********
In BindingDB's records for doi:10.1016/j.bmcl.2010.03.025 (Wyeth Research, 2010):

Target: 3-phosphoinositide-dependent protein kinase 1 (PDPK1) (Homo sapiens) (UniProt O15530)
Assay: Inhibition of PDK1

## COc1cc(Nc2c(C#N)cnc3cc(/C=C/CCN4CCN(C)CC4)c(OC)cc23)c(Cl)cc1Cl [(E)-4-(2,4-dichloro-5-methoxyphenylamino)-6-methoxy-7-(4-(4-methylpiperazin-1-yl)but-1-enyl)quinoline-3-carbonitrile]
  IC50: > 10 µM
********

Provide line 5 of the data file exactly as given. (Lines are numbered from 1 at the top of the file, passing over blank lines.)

  IC50: > 10 µM